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Stephen Houghton: 'Fair' funding plans would hurt most deprived

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The Scottish philosopher David Hume probably wouldn’t have looked favourably on the latest “fair” funding review consultation, and unfortunately neither do we.

According to Mr Hume, one of the great empiricists of the British Enlightenment: “A wise man proportions his belief to the evidence.”

If the total funding is inadequate we are all in trouble. But since this appears all but inevitable, fair redistribution may be the only way statutory services can be sustained for the most vulnerable.

The government’s latest proposals, laid out in the review of local authorities’ relative needs and resources, would systematically disadvantage residents in deprived urban areas for years to come.

In particular, the omission of deprivation from a foundation formula, which would allocate around a third of council funding, concerns us, not least because it contradicts even the little evidence the government provides.

This would impact services such as homelessness support, particularly in demand in urban areas and more vulnerable communities.

The omission flies in the face not only of the available evidence, but also common sense. The government’s own calculations suggest deprivation explains at least 4% of the variation in spending on foundation services. Independent academics from Liverpool University have recently argued the real impact could be as much as 40%.

Our analysis suggests the government’s use of a simple average – which bundles together 11 services and hundreds of councils – hides significant variation in the impact deprivation has on individual authorities, including in the most vulnerable communities. And independent experts like the Institute for Fiscal Studies concur.

We say deprivation must be in the foundation formula, London Councils says it must be in, and the Local Government Association says it must be in. Most importantly, the evidence says it must be in. The government must recognise this compelling consensus and that simplicity must not be pursued at the expense of accuracy and fairness.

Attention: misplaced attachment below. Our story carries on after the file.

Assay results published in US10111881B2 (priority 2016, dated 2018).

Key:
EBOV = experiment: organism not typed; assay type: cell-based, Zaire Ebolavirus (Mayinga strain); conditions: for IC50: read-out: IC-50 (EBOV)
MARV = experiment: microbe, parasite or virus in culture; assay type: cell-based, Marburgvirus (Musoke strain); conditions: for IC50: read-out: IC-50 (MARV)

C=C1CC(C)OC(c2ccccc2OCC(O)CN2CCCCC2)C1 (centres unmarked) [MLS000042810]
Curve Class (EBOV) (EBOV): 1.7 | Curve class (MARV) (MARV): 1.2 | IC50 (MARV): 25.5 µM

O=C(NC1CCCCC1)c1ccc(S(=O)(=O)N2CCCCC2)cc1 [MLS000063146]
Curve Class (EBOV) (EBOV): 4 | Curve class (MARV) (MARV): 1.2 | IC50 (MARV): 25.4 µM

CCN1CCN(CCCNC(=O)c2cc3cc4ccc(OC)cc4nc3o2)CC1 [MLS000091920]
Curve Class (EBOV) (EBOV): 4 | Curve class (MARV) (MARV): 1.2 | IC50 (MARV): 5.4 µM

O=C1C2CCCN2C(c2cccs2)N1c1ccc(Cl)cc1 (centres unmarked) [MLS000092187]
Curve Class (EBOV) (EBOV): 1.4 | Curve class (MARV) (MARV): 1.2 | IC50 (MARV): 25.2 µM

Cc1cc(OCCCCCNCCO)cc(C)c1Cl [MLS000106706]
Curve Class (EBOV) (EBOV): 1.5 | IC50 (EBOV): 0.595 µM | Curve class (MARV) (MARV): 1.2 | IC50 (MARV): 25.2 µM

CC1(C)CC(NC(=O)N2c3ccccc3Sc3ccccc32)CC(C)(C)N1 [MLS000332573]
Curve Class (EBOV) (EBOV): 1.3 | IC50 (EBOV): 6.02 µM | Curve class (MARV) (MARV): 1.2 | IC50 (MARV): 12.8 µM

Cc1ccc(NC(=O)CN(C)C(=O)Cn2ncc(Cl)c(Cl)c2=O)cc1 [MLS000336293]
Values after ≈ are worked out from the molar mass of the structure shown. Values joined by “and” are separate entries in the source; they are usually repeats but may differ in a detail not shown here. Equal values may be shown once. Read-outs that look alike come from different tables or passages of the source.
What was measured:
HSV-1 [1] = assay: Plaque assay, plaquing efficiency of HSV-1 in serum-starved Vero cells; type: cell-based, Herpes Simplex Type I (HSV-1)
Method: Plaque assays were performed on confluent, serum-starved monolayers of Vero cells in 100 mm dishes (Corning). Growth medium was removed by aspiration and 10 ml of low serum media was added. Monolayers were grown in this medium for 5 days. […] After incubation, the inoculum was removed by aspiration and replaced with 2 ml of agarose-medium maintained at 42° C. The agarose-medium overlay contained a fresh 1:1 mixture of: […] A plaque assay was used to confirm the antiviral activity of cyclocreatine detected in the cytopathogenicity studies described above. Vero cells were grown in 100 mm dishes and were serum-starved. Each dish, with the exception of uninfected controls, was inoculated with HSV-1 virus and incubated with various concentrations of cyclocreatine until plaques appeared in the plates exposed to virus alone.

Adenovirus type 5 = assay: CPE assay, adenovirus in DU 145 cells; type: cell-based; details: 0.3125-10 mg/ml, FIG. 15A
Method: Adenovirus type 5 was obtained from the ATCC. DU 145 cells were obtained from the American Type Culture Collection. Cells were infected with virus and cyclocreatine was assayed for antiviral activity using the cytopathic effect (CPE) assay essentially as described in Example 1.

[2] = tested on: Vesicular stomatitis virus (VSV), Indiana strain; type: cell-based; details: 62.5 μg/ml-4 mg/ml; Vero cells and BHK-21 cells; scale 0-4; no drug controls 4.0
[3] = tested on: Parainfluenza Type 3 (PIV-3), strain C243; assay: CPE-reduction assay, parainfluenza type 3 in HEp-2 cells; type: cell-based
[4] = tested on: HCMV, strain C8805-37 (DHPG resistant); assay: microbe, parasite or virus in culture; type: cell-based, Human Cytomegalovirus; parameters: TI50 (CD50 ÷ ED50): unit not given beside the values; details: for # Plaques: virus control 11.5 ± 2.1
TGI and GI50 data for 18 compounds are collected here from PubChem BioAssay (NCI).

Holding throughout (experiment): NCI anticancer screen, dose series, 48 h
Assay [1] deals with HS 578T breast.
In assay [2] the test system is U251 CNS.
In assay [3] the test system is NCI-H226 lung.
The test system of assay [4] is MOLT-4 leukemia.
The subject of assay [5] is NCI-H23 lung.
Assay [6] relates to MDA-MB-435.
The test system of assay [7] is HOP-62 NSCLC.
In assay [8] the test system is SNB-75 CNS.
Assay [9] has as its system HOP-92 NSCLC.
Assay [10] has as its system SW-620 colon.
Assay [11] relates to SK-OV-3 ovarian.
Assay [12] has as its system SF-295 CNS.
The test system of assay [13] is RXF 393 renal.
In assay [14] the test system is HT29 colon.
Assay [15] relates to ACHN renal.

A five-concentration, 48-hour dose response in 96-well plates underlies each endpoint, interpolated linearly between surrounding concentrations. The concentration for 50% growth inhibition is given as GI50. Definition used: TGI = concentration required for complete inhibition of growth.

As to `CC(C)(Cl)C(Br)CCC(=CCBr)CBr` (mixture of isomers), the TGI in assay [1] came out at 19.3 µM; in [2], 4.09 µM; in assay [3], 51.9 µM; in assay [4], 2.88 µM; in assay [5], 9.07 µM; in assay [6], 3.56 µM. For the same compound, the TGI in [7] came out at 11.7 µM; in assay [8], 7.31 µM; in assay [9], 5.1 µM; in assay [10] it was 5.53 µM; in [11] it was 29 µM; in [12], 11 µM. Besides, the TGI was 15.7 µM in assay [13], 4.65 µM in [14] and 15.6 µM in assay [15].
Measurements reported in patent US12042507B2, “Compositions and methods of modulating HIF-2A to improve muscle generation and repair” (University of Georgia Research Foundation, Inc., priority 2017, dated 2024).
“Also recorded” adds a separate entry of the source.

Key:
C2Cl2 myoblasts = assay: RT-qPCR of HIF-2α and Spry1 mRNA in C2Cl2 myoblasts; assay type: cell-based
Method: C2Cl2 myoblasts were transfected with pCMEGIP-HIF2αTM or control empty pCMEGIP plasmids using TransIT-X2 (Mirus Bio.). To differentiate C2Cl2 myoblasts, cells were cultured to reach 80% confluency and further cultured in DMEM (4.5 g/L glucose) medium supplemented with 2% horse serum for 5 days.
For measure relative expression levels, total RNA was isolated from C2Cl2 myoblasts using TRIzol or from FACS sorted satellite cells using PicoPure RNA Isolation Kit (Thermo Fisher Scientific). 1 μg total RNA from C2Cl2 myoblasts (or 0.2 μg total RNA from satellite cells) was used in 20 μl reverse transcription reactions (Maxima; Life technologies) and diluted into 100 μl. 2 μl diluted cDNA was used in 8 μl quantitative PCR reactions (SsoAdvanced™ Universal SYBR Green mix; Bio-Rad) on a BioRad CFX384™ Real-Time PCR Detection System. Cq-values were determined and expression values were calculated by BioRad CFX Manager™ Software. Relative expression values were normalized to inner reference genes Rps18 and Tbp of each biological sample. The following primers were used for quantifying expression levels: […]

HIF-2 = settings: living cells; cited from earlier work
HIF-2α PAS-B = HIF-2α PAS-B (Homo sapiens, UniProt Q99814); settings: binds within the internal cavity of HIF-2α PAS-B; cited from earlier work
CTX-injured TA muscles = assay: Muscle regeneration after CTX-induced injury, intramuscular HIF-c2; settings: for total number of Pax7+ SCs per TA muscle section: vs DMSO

It’s not just the omission of deprivation that rings alarm bells. This consultation proposes a highways maintenance formula which would take no account of vehicle weight, weather conditions or road type.

This ignores the factors that most influence road damage like potholes. It would disproportionately disadvantage urban authorities, particularly those in more inclement northern and coastal areas.

The inclusion of rurality measures in an area cost adjustment, which the government plans to apply to the foundation as well as almost all service specific formulae, is also proposed without enough supporting evidence.

Independent research the department commissioned themselves just a few years ago, from a research group they describe as “experts in their field” has been apparently ignored. The research found that only 15% of spending increased with rural sparsity whilst 31% actually increased with density, with the remainder unaffected either way.

One of the rightly-stated guiding principles of this review is robustness. In this, the government recognises, at least in principle, that “the new funding formulas should take into account the best possible objective analysis”.

This principle is fundamental to arriving at a formula that all of local government can recognise as fair. In practice, however, the way this consultation has been conducted falls seems to short of this standard.

Ensuring we see a more enlightened, evidence-based review in practice is in everyone’s interests so that we all have the opportunity to scrutinise these important proposals.

Stephen Houghton (Lab), chair, Sigoma and leader, Barnsley MBC

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